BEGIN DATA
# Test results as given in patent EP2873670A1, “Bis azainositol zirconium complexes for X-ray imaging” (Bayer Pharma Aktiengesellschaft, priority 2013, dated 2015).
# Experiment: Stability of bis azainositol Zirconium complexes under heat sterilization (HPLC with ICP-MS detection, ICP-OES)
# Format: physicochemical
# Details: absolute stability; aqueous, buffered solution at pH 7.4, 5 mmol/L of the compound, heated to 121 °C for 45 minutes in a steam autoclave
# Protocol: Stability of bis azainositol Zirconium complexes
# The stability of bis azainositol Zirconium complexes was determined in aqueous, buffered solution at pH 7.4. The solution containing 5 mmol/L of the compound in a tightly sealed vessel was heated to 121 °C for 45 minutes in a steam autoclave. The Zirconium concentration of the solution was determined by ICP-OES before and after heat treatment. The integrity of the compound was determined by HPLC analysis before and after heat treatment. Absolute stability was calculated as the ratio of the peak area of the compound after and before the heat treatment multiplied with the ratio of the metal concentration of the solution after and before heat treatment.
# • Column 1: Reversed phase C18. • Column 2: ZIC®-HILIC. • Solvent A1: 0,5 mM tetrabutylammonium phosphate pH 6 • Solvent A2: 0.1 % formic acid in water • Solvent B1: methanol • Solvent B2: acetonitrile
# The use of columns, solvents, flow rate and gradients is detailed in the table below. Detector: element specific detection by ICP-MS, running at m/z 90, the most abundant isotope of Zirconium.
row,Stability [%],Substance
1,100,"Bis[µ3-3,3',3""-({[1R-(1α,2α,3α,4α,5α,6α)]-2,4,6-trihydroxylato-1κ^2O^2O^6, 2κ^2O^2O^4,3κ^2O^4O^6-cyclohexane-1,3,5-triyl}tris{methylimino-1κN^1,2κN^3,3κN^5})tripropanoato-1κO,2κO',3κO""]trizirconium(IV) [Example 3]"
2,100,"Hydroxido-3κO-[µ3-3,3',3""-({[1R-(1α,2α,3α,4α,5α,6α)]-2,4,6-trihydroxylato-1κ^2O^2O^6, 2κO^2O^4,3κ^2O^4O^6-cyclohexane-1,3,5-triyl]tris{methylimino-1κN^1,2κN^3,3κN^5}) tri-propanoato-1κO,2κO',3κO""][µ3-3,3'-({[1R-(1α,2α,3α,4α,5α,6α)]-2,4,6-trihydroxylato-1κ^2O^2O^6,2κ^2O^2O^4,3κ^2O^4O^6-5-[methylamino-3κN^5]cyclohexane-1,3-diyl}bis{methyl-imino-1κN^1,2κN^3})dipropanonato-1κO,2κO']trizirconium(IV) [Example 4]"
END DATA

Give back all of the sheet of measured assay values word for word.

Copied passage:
# Test results as given in patent EP2873670A1, “Bis azainositol zirconium complexes for X-ray imaging” (Bayer Pharma Aktiengesellschaft, priority 2013, dated 2015).
# Experiment: Stability of bis azainositol Zirconium complexes under heat sterilization (HPLC with ICP-MS detection, ICP-OES)
# Format: physicochemical
# Details: absolute stability; aqueous, buffered solution at pH 7.4, 5 mmol/L of the compound, heated to 121 °C for 45 minutes in a steam autoclave
# Protocol: Stability of bis azainositol Zirconium complexes
# The stability of bis azainositol Zirconium complexes was determined in aqueous, buffered solution at pH 7.4. The solution containing 5 mmol/L of the compound in a tightly sealed vessel was heated to 121 °C for 45 minutes in a steam autoclave. The Zirconium concentration of the solution was determined by ICP-OES before and after heat treatment. The integrity of the compound was determined by HPLC analysis before and after heat treatment. Absolute stability was calculated as the ratio of the peak area of the compound after and before the heat treatment multiplied with the ratio of the metal concentration of the solution after and before heat treatment.
# • Column 1: Reversed phase C18. • Column 2: ZIC®-HILIC. • Solvent A1: 0,5 mM tetrabutylammonium phosphate pH 6 • Solvent A2: 0.1 % formic acid in water • Solvent B1: methanol • Solvent B2: acetonitrile
# The use of columns, solvents, flow rate and gradients is detailed in the table below. Detector: element specific detection by ICP-MS, running at m/z 90, the most abundant isotope of Zirconium.
row,Stability [%],Substance
1,100,"Bis[µ3-3,3',3""-({[1R-(1α,2α,3α,4α,5α,6α)]-2,4,6-trihydroxylato-1κ^2O^2O^6, 2κ^2O^2O^4,3κ^2O^4O^6-cyclohexane-1,3,5-triyl}tris{methylimino-1κN^1,2κN^3,3κN^5})tripropanoato-1κO,2κO',3κO""]trizirconium(IV) [Example 3]"
2,100,"Hydroxido-3κO-[µ3-3,3',3""-({[1R-(1α,2α,3α,4α,5α,6α)]-2,4,6-trihydroxylato-1κ^2O^2O^6, 2κO^2O^4,3κ^2O^4O^6-cyclohexane-1,3,5-triyl]tris{methylimino-1κN^1,2κN^3,3κN^5}) tri-propanoato-1κO,2κO',3κO""][µ3-3,3'-({[1R-(1α,2α,3α,4α,5α,6α)]-2,4,6-trihydroxylato-1κ^2O^2O^6,2κ^2O^2O^4,3κ^2O^4O^6-5-[methylamino-3κN^5]cyclohexane-1,3-diyl}bis{methyl-imino-1κN^1,2κN^3})dipropanonato-1κO,2κO']trizirconium(IV) [Example 4]"